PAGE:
Dog paws and dry dog food

Decoding Dog Food Labels: A Nutritionist's Perspective

Our dogs' healthy and happy lives begin with the food we provide them. If you’ve ever shopped for dog food in grocery stores, you know there are unlimited options. Choosing which product to get can be complex, from hundreds of brands with various ingredients to wet, dry, and raw food options.

Learning how to read dog food labels can be overwhelming. Don’t fret, because we’ve got you covered!

The best way to know what’s inside these dog food products is by checking their labels. We put together this comprehensive guide for learning how to read dog food labels. Let this be a key to unlocking the nutritional mysteries hidden in those seemingly perplexing labels.

What are Dog Food Labels?

Dog food labels are informational panels attached to or printed on the packaging. They provide essential details about the product, helping pet owners make informed decisions about what to feed their dogs.

Most dog food labels have the following key components:

Product Name

This label typically hints at the main ingredient or the kind of food or treat. The Association of American Feed Control Officials has four rules about product name wording:

  • 95% Rule: This rule states that at least 95% of the product must be the named ingredient. For example, “Chicken for Dogs” suggests the significant components of the product. The main ingredient must also be at least 70% of the total product when counting the added water. The remaining 5% is for those required for nutritional reasons.
  • 25% Rule: The 25% rule refers to products like “Lamb Dinner for Dogs,” “Sweet Potato Entrée,” or “Chicken Platter.” If the name ingredient contains at least 25% of the product but is less than 95%, it should have a qualifying term, such as entrée, platter, or dinner.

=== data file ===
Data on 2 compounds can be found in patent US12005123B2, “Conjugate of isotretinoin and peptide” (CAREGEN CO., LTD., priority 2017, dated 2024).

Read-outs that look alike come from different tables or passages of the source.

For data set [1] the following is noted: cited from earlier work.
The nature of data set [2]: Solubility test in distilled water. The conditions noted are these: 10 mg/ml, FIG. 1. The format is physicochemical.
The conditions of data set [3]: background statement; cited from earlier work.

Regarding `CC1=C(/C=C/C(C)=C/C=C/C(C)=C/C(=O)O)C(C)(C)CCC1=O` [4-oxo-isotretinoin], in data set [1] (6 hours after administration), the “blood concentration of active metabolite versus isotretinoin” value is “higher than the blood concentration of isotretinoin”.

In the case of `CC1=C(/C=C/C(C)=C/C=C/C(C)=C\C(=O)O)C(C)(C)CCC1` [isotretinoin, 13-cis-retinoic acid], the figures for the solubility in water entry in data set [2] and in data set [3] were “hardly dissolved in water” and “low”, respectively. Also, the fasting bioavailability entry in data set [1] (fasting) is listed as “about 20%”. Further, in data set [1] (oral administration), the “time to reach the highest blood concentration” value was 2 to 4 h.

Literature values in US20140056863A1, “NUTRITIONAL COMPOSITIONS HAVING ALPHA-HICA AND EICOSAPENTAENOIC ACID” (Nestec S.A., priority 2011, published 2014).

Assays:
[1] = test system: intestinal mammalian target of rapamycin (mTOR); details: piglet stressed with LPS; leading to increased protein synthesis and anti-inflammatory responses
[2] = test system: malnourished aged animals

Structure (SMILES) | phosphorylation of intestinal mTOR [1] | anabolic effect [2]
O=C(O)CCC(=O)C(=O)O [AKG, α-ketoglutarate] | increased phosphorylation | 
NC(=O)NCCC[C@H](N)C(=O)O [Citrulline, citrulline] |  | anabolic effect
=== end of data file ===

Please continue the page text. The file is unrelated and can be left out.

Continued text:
• “With” Rule: When products are labeled with “with…”, the ingredient must be at least 3%. Adding “with” changes the percentage requirement of the ingredient in the food.
  • Flavor Rule: Products labeled as “flavored” are not required to have a specific percentage of that flavor, but the overall product must contain a sufficient amount. Similarly, the word “flavor” must appear on the label in the same size and color as the rest of the product description.

Ingredient List

It enumerates all the ingredients in the dog food, usually in descending order by weight. In most cases, wet ingredients with higher water content, such as chicken or lamb, weigh more than dry ones, so you can expect to see them listed first.

Moreover, collective ingredients must be listed individually and by their common name. Putting them simply as “animal protein products” isn’t allowed.

You should also be wary of vague terms like “by-products” or excessive use of fillers. While not all by-products are harmful, it is best to avoid empty ones containing the stomach, bones, and cleaned intestines. We recommend opting for dog food with minimal to no by-products.

Product Quantity

In searching for the best dog food, it’s best not to go by looks. Read the label to know the amount of food the container or pack holds, as dog food products differ in density, especially for dry and wet pet food.

Weight, count, or liquid measure usually measures dog food products. A cost-per-ounce or cost-per-pound comparison is recommended to know how much it costs.

Guaranteed Analysis